Dealing In Drugs
Get Out Of The Drug Trade-No Ways
Tim never planned to get involved in drugs. Like so many others before him he was tempted by easy money. The danger of associating with criminals did not cross his mind. He was a self employed electrician and television repairman and had worked hard to get his business to start showing good profits .On the sideline he had been storing marijuana for a local drug dealer. However, after eighteen months of being involved with drugs he had decided it was time to get out of the drug trade.
Tim was at his weekend cottage at Forest Falls on December 22, 1980. At 10.30am Jean Wood, who sometimes helped him with his books and who had rented his cottage previously, had phoned to say she was coming to collect some of her stuff she had left behind. Jean and her boyfriend, Paul Hanley finally arrived. She collected her stuff and he walked with them outside. As he stepped outside, a 45 caliber automatic was pushed against his chest. A man he did not know, with shoulder length blond hair and a slight beard, shouted ‘back inside now.’
Turning Tim found to his surprise that Paul is aiming a shotgun at him. ‘You better do as he says.’
Pushing him to the floor, they held his hands behind his back and snapped on a pair of handcuffs. Erik then kicked him in his lower back and face. Then he kicked him in the back of his head and Tim tasted blood. After searching they found 45 kilograms of marijuana. Expecting more Erik attacked Tim with a series of kicks to his ribs and face.
‘Where is the rest? he shouted.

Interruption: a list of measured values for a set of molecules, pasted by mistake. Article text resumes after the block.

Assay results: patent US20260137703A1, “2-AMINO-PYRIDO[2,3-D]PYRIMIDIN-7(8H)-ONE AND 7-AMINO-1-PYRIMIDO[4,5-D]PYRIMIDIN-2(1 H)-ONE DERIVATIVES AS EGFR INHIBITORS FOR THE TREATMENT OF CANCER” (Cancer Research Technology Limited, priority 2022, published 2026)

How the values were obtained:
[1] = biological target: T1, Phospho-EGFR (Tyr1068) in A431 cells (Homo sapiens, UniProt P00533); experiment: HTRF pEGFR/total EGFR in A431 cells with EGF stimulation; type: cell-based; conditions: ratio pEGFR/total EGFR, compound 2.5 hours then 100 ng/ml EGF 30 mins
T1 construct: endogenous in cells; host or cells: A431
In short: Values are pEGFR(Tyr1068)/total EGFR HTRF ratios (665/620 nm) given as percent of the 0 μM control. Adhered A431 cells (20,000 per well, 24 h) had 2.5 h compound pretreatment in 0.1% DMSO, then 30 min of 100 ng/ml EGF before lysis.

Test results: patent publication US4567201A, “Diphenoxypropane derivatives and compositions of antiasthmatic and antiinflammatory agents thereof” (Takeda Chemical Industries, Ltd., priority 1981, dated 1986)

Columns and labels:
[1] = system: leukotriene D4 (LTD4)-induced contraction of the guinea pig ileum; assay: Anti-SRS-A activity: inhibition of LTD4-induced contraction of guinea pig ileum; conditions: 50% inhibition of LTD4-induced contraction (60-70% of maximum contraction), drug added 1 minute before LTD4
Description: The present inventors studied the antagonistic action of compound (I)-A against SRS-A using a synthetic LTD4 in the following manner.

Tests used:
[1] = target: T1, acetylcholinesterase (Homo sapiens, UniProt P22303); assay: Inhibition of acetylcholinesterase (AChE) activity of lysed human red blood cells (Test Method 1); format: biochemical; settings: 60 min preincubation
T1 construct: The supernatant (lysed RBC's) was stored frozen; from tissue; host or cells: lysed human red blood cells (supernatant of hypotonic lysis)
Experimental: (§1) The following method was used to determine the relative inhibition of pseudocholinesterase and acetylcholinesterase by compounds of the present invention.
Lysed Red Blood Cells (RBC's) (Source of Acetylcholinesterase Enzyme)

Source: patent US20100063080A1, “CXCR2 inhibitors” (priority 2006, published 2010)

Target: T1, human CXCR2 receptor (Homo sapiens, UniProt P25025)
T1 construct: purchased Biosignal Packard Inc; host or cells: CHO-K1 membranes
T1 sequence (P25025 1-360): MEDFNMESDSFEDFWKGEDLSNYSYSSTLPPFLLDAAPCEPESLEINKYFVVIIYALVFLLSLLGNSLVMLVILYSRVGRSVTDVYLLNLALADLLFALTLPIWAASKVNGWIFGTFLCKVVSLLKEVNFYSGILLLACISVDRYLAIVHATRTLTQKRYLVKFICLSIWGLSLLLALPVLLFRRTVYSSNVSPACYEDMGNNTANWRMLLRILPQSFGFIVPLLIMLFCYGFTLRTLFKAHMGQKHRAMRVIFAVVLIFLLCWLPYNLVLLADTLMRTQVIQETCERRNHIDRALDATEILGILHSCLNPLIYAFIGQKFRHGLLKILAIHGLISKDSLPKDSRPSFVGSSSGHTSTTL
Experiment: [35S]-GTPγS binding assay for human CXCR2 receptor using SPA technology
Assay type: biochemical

‘That is all that there is.’
Then the blows came down on him. A punch caught him in the mouth, splitting his upper lip. He felt that he was drifting off into semi consciousness. ‘ The rest of the stuff is at my house in Riverside,’ he gasped weakly, his mouth filing with blood.
When Jean and Paul returned, he was still groggy. They had found another 45 kilograms of marijuana and cash. Dazed and bleeding, they pushed him into the back of the van. Then they rode towards the mountains east of San Bernardino, California. What more could they want? he thought, they got everything they came for. Leveling off after a long, steep climb, Tim was yanked through the back door. When he looked again, he was standing at the edge of the chasm, approximately 75 meters straight down.
Surviving The Impossible
He felt the cold gun muzzle pushed against his head, before a deafening explosion send him into space. The blindfold was ripped away by the blast and he felt as if his last moment on earth had arrived. He fell head over heels until his body collided with the canyon wall, his fall was stopped by a narrow ledge halfway to the bottom. His skin was torn and he lay dazed, face down on the ledge. He could not believe it, he had been shot in the head and he was still alive. Tim heard five shots of a revolver going off and a bullet tore into his upper arm. Nausea and dizziness came over him as he moved to some bush growth on his right. As he tried to bury his head as near to the canyon wall as possible, he heard the van start and drive off.